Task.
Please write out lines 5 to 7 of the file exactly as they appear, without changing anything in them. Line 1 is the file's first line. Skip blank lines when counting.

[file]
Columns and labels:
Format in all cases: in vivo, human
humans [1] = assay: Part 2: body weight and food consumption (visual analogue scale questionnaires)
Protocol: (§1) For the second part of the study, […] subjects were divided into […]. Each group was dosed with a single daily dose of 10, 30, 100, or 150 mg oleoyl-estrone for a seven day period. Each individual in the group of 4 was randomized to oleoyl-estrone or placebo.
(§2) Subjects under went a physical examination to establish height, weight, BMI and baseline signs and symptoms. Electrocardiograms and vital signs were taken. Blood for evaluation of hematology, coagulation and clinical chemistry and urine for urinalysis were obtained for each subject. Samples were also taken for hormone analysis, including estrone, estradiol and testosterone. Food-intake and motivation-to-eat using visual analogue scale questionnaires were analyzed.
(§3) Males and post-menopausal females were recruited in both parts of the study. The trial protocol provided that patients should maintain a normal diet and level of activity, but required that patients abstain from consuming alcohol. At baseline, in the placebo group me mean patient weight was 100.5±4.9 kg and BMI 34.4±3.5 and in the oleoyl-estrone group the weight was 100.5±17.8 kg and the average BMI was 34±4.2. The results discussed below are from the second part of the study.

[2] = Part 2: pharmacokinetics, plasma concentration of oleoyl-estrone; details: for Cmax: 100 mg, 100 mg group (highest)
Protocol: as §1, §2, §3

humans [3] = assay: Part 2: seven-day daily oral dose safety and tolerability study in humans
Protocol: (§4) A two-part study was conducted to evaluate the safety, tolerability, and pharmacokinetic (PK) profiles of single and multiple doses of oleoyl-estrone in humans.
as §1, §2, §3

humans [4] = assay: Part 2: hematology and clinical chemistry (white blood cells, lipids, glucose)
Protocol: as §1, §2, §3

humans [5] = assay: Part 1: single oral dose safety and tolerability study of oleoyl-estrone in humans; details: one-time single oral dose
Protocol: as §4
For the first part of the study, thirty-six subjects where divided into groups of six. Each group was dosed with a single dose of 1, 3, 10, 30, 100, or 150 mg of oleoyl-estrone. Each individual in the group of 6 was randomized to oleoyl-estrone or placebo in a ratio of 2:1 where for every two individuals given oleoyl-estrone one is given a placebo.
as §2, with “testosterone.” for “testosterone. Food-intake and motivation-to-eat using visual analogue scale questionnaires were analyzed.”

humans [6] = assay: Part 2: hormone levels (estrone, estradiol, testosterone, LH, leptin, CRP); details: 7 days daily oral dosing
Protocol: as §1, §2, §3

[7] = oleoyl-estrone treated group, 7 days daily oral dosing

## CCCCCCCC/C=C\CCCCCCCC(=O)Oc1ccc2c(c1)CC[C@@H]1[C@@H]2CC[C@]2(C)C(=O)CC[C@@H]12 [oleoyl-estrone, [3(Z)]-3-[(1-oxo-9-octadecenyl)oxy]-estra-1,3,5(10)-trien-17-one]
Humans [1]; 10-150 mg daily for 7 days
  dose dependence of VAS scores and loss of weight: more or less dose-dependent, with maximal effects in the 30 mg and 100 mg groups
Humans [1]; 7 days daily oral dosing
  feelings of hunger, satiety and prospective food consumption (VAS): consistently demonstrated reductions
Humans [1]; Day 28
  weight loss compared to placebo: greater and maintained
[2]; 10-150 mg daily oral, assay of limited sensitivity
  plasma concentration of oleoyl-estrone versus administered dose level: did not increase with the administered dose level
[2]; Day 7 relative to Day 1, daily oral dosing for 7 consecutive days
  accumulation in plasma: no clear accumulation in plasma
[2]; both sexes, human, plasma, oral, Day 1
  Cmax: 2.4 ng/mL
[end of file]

(§2) Subjects under went a physical examination to establish height, weight, BMI and baseline signs and symptoms. Electrocardiograms and vital signs were taken. Blood for evaluation of hematology, coagulation and clinical chemistry and urine for urinalysis were obtained for each subject. Samples were also taken for hormone analysis, including estrone, estradiol and testosterone. Food-intake and motivation-to-eat using visual analogue scale questionnaires were analyzed.
(§3) Males and post-menopausal females were recruited in both parts of the study. The trial protocol provided that patients should maintain a normal diet and level of activity, but required that patients abstain from consuming alcohol. At baseline, in the placebo group me mean patient weight was 100.5±4.9 kg and BMI 34.4±3.5 and in the oleoyl-estrone group the weight was 100.5±17.8 kg and the average BMI was 34±4.2. The results discussed below are from the second part of the study.

[2] = Part 2: pharmacokinetics, plasma concentration of oleoyl-estrone; details: for Cmax: 100 mg, 100 mg group (highest)